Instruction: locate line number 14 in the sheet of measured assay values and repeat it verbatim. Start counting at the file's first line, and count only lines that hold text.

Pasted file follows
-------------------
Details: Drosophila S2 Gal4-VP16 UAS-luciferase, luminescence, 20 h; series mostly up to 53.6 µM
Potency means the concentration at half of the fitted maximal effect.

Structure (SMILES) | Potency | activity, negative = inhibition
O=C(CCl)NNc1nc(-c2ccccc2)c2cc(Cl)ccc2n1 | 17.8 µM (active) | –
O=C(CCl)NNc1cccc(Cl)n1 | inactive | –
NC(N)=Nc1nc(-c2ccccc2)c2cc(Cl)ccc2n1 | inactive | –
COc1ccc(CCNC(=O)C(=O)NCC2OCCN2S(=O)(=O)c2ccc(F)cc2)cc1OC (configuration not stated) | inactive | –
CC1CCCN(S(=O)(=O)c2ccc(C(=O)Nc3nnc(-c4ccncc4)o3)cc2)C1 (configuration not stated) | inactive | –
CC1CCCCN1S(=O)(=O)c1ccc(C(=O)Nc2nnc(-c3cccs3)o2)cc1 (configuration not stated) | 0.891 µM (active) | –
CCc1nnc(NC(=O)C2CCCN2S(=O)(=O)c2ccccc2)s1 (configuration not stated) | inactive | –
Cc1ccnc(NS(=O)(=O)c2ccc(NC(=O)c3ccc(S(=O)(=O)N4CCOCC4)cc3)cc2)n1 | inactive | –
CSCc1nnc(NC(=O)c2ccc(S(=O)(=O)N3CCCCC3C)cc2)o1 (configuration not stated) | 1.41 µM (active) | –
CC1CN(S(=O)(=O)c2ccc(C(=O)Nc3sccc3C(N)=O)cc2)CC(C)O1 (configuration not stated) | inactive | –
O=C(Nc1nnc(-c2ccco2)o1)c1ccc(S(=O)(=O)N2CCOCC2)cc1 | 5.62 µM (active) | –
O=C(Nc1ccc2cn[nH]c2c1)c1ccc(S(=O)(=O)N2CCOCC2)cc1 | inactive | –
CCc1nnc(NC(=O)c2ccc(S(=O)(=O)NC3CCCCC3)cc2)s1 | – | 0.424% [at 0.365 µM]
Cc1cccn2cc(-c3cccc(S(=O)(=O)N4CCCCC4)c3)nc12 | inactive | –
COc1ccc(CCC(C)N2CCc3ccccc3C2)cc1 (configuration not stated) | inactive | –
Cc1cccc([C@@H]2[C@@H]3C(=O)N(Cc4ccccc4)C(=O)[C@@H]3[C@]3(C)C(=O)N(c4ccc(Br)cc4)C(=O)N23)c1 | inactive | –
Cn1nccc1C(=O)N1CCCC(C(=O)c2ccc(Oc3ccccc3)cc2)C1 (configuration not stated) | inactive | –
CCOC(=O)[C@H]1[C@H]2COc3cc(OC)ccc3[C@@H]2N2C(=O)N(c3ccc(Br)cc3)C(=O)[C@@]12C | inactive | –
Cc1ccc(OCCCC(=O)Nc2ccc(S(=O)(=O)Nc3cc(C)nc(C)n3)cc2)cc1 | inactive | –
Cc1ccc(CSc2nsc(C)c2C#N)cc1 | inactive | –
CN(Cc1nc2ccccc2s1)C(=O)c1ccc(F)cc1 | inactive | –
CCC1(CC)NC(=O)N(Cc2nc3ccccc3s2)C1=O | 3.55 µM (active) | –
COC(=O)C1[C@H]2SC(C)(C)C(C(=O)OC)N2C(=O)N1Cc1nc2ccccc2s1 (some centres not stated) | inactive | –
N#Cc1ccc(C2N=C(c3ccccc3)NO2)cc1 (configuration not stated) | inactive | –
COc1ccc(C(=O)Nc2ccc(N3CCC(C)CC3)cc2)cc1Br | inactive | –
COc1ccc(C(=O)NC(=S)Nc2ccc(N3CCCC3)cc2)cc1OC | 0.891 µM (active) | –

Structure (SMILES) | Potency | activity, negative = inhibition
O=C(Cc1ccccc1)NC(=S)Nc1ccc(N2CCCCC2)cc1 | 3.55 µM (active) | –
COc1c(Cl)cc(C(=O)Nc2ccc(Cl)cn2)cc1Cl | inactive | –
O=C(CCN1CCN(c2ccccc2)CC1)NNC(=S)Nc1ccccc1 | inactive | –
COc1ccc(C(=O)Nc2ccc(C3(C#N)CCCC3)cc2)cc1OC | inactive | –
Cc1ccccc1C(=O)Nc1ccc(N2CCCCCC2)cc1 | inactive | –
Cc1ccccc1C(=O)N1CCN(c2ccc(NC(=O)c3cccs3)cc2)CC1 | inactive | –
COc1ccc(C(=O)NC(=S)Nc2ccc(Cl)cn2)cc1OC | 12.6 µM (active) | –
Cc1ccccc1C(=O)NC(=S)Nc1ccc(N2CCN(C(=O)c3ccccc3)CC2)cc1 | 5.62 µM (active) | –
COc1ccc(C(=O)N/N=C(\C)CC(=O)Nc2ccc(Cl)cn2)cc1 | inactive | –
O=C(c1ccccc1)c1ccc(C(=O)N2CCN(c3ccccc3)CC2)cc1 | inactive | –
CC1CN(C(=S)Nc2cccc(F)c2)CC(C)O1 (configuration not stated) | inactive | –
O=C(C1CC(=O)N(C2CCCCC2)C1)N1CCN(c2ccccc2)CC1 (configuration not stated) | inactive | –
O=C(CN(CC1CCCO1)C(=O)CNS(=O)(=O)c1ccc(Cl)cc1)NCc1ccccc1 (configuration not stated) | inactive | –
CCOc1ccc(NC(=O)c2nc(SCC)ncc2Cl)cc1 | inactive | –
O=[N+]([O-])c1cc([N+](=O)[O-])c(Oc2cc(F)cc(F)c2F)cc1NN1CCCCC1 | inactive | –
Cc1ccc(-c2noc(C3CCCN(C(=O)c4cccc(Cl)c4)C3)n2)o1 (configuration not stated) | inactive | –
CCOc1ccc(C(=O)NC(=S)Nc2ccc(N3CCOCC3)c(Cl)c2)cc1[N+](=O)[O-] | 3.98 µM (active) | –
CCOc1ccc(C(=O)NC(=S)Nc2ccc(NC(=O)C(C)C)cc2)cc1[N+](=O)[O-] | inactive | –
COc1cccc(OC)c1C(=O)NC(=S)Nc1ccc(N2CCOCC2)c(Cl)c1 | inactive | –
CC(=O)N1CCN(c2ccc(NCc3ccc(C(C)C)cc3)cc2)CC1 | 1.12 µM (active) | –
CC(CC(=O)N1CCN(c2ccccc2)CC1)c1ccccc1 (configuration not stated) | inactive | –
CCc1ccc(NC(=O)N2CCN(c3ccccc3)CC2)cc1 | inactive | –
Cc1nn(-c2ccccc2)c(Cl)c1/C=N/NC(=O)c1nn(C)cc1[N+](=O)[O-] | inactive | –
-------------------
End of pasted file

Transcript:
O=C(Nc1nnc(-c2ccco2)o1)c1ccc(S(=O)(=O)N2CCOCC2)cc1 | 5.62 µM (active) | –